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Is there a way to treat stainless after grinding or heating to straightening to eliminate the surface from rusting?. I've been polishing with a brass wire wheel and can get the shine back to origonal but two weeks later rust starts forming.

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Having it electropolished is the best method.

DIY the best thing to do is get a small bench buffer for $50 from HF and a stick of green abrasive. You can keep all your metal looking good with that.

It's one of my most used tools when I'm restoring a boat.

Doing it with wire anything is way too abrasive - it scratches which is where the oxidation starts.

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I was having the same problem of rust or what I thought was rust until a friend suggested I check to make sure I do not have an electrical short?  Turned out there was a short.  Something to look at?

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Plus one for Spotless Stainless.  We've used it on our rails, stanchions, misc. deck hardware, etc.  Keeps things looking good, but the recurring problem with rust is the grade of metal you start with.  Spotless will tune it up and make it look pretty for a while, but if its a low grade SS to begin with (as is the case with our mid-70's Taiwanese cutter) it'll just start rusting all over again.

Learn to love your "patina"...

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36 minutes ago, Christian said:

Does it actually passivate the SS?

Yup, that's all it does. Unlike Wichinox, there's no polishing action.

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"Stainless steel" is an alloy (mixture) of iron, nickel and a small assortment of other stuff. Iron rusts, nickel does not. It ACTS stainless when it has been treated (passivated) to etch the iron molecules off the surface leaving the nickel. When you work the surface you expose more iron or install iron from the tool.

True passivation can be done by "cooking" the polished and degreased parts for a couple of hours in a 140 degree (Fahrenheit) 4% (by weight) citric acid bath. Citric acid can be had from the canning section of your local grocery store.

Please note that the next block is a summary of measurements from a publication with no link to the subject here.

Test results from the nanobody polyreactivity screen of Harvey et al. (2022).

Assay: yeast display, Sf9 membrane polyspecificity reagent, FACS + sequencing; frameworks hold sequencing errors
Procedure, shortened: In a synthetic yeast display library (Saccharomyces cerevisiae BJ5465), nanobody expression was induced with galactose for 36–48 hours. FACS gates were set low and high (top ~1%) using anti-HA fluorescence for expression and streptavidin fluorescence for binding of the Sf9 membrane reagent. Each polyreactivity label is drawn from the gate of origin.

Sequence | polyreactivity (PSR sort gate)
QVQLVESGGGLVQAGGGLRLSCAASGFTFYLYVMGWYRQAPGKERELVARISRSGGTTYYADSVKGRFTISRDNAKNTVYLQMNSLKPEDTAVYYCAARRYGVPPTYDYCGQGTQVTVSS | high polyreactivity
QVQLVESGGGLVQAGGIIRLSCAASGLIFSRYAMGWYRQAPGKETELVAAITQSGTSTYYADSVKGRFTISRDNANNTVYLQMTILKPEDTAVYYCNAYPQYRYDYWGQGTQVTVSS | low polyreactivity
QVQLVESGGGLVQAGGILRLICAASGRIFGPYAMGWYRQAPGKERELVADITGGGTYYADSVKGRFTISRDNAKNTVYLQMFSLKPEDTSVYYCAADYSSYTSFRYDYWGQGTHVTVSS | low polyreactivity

This, of course, assumes that you can get whatever you're passivating into the vat. If not, you've got to resort to the various approximations mentioned previously and repeat as necessary ...

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Go to a welding supplies shop and buy some "pickling paste" for stainless steel. This is a pretty nasty acid, so use with caution, but it'll beat the pants off any other hardware store chemical for passivating the material. After treatment with the paste, polish or electropolish to requirements.

On another note, keeping stainless steel at an elevated temperature for too long causes carbide to precipitate out of the alloy which reduces it's corrosion resistance. Avoid holding the material at high temperatures for too long and choose "ELC" (extra low carbon) grades of material. These grades are designated with an "L" postfix e.g. 316L

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On 5/23/2018 at 7:16 AM, ARNOLD said:

Thanks all. I'm going to try the polishing wheel and finish off with spotless stainless.

Did it,.... looks good, will report back in 6 mo.

Arnold

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1 hour ago, ARNOLD said:

Did it,.... looks good, will report back in 6 mo.

Arnold

You didn't do it until we see pics.

Preferably before & after.

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